Allstates Mechanical, Ltd.
Eagle Mechanical, Inc.
Ernest Bock & Sons, Inc.
Dolan Mechanical, Inc.
Five Star, Inc.
Paramount Electrical Service, LLC
Murphy Quigley Company, Inc.
Edward J. Meloney, Inc.
McGoldrick Electric Inc.
Mulhern Electric Company, Inc.
Purpose: To pay additional amounts necessitated by change orders for ongoing construction projects
Start Date:  1/28/22
End Date:  Through completion dates for previously approved contracts
Compensation not to exceed: $263,959
APPS Analysis: Change orders are a normal part of building projects.  The companies  performing the construction may have run into unforeseen complications or costs, or  the District might amend its desired outcomes.  The problem with how change orders appear on the Board’s monthly agenda, as APPS has testified many times, is that the generic information gives no information about why these orders are generated. This leaves the door open for financial costs spiraling out of control, as was seen in the Ben Franklin/SLA debacle that expanded to five times its original cost.  The Board has failed to build in any consistent safeguards which could include the Change Order Action Item giving specific information or quarterly updates by the Chief Operating Officer to review each quarters expenditures.  Instead, the Board just rubber stamps without imparting crucial information to the public about the reasons for the change orders.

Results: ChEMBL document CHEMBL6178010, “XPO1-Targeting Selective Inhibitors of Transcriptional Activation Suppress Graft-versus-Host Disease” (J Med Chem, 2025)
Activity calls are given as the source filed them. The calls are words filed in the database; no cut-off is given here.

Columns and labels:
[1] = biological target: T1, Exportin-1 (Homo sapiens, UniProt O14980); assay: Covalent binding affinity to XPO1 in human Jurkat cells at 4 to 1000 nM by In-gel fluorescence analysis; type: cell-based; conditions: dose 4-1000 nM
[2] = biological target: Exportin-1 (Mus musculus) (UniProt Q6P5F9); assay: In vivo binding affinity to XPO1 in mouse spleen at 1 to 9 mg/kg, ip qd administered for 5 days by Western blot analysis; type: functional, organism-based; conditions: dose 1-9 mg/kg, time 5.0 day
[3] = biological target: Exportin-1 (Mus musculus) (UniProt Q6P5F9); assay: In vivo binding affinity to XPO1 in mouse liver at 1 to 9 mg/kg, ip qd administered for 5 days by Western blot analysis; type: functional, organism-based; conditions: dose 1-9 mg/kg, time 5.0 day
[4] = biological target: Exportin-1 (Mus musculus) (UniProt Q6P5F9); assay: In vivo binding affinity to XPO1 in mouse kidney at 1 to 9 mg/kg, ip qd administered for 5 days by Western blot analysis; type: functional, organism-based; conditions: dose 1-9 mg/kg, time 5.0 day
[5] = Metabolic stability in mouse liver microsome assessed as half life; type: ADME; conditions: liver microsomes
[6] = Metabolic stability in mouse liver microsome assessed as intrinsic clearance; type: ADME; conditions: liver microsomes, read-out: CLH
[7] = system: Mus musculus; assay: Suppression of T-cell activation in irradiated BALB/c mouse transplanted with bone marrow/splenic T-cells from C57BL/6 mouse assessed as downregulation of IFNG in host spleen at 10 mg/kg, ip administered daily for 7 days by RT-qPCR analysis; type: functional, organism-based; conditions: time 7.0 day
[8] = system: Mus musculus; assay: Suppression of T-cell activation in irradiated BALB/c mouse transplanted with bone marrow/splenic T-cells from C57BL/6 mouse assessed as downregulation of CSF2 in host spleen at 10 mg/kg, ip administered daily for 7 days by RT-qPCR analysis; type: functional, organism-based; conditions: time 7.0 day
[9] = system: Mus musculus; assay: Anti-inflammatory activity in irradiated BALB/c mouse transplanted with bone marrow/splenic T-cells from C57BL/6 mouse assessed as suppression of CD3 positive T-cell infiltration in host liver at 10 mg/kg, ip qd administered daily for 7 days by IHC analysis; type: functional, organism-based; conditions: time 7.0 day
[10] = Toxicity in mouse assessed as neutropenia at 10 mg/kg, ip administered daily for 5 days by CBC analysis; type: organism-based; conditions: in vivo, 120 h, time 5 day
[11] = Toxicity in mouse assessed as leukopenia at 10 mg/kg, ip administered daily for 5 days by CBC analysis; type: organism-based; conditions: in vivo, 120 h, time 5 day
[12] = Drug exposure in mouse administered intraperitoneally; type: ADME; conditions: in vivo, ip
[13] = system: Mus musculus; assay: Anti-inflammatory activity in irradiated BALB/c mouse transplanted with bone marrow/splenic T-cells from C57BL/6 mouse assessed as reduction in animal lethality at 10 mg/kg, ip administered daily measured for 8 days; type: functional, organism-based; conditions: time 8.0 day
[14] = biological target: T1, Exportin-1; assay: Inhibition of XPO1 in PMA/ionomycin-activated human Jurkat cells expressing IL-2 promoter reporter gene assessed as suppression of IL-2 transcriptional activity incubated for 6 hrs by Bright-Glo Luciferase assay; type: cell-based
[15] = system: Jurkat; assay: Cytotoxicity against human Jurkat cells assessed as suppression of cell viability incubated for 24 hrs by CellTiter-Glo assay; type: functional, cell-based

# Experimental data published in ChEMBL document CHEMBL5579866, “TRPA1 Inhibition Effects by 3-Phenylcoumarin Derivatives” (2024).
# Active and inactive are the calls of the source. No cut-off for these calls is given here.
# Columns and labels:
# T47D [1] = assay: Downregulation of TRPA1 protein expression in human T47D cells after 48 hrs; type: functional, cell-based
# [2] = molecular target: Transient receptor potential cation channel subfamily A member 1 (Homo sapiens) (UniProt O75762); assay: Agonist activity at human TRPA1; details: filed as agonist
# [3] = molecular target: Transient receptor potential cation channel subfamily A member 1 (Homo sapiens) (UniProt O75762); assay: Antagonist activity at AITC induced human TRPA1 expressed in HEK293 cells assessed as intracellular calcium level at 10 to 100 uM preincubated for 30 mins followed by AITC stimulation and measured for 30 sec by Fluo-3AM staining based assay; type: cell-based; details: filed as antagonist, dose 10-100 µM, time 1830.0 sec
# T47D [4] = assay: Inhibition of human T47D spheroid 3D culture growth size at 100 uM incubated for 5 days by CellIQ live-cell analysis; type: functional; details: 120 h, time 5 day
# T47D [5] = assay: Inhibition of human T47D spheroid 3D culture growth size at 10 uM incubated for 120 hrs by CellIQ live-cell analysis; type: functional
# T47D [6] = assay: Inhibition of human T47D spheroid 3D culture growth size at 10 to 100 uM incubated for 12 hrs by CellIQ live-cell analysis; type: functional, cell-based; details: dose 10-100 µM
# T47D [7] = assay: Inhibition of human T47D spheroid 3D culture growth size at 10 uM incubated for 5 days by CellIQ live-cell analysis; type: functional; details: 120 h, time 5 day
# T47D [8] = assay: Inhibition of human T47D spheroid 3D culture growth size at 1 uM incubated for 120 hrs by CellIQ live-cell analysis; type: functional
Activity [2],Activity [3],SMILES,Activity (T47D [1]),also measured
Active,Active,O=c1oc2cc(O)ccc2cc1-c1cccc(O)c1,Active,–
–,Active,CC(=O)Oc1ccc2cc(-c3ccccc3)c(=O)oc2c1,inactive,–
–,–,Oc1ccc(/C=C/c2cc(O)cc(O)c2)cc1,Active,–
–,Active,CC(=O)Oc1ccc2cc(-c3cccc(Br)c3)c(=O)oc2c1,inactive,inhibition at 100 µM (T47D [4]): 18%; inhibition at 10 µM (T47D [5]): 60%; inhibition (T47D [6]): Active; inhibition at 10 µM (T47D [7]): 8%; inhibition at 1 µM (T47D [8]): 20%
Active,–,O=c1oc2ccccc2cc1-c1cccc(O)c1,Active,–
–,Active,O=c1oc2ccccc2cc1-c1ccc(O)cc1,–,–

Action Item  17: Amendment of Grant Agreement with William Penn Foundation
Purpose: To provide professional development to K-3 teachers in early literacy
Grant Start Date:  12/1/2017   
Current End Date:  8/31/2022
Amended End Date:  8/31/2023
Current Amount Granted: $2,062,100
Location:  All Elementary Schools